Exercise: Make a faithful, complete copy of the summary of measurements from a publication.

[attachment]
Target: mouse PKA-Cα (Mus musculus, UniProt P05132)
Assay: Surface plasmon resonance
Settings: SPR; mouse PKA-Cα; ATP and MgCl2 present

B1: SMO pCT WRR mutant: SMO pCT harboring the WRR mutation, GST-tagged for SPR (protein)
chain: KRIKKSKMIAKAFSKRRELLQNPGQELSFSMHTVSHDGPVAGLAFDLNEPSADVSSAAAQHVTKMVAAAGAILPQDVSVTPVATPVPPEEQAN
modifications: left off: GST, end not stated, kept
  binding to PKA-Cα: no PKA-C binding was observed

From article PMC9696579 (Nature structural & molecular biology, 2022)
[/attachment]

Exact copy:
Target: mouse PKA-Cα (Mus musculus, UniProt P05132)
Assay: Surface plasmon resonance
Settings: SPR; mouse PKA-Cα; ATP and MgCl2 present

B1: SMO pCT WRR mutant: SMO pCT harboring the WRR mutation, GST-tagged for SPR (protein)
chain: KRIKKSKMIAKAFSKRRELLQNPGQELSFSMHTVSHDGPVAGLAFDLNEPSADVSSAAAQHVTKMVAAAGAILPQDVSVTPVATPVPPEEQAN
modifications: left off: GST, end not stated, kept
  binding to PKA-Cα: no PKA-C binding was observed

From article PMC9696579 (Nature structural & molecular biology, 2022)